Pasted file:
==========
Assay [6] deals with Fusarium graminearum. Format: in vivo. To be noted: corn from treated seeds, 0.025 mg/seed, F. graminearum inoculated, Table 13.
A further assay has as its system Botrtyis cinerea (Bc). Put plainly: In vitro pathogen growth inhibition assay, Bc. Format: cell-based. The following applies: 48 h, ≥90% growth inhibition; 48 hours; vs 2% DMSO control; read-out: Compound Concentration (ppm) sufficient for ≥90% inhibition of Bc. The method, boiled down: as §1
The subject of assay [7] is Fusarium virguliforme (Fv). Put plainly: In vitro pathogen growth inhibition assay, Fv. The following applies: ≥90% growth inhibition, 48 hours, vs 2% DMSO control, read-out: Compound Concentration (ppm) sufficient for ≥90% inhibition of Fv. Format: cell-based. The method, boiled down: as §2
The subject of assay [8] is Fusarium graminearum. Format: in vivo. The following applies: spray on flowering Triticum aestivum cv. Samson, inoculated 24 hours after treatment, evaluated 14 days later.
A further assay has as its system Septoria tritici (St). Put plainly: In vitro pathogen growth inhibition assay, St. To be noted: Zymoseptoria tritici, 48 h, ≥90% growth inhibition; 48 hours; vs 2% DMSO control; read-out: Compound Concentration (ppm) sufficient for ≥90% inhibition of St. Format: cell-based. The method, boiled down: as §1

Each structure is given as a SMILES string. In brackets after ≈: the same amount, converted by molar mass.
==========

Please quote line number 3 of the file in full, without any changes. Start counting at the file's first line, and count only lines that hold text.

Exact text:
The subject of assay [7] is Fusarium virguliforme (Fv). Put plainly: In vitro pathogen growth inhibition assay, Fv. The following applies: ≥90% growth inhibition, 48 hours, vs 2% DMSO control, read-out: Compound Concentration (ppm) sufficient for ≥90% inhibition of Fv. Format: cell-based. The method, boiled down: as §2